After anti-Semitic rant, John Galliano invited to return to fashion
Fashion designer John Galliano poses at the end of the presentation of the Dior Haute Couture spring/summer 2010 fashion collection in Paris in this Jan. 25, 2010 file photo. (AP / Jacques Brinon)
The Associated Press
Published Friday, January 18, 2013 11:22AM EST
Last Updated Friday, January 18, 2013 12:48PM EST
John Galliano has been invited to return to fashion for the first time since an anti-Semitic rant at a Paris cafe was captured on video.
Oscar de la Renta invited Galliano to spend time in his studio over the next three weeks, according to a statement released Friday by de la Renta's company.
Galliano was dismissed as creative director of Christian Dior and left his own label two years ago after his rant went viral. A French court also convicted him on two other complaints of anti-Semitic behaviour.
In a statement, Galliano said he is an alcoholic and has been in recovery for the past two years.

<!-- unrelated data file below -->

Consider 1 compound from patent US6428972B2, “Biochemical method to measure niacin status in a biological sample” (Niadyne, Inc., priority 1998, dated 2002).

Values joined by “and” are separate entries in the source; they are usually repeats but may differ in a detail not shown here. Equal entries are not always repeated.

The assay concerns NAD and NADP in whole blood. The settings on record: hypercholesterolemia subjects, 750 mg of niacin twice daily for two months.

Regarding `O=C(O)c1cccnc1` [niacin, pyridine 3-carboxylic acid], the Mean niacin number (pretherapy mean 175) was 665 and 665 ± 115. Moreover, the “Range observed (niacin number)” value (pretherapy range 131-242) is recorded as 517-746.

"Several years prior to my sobriety, I descended into the madness of the disease. I said and did things which hurt others, especially members of the Jewish community. I have expressed my sorrow privately and publicly for the pain which I have caused and I continue to do so," he said. "I remain committed to making amends to those I have hurt."
De la Renta said he has known Galliano for years and is "a great admirer of his talent."
"He has worked long and hard on his recovery and I'm happy to give him the opportunity to reimmerse himself in the world of fashion and reacclimate in an environment where he has been so creative," de la Renta said in a statement.
The statement did not elaborate on what role if any Galliano might play in de la Renta's business. Galliano said he was grateful and humbled by the invitation.
The saga of Galliano's undoing began with run-ins at a Paris watering hole where fellow diners contended the designer showered them with a litany of racist and anti-Semitic insults. Video posted online showed an inebriated Galliano slurring "I love Hitler," among other incendiary remarks.
Although Galliano's remarks would not be punishable in the U.S., France has strict laws aimed at curbing anti-Semitic and racist language. The laws were enacted in the decades following the Holocaust.
Galliano's extravagant, theatrical collections drew inspiration from far-flung cultures like Kenya's Massai people and the geishas of Japan and his proud rooster-like post-fashion show strut had long been a thing of legend.
Galliano's own namesake label, now designed by Bill Gaytten, was presenting its menswear collection in Paris on Friday.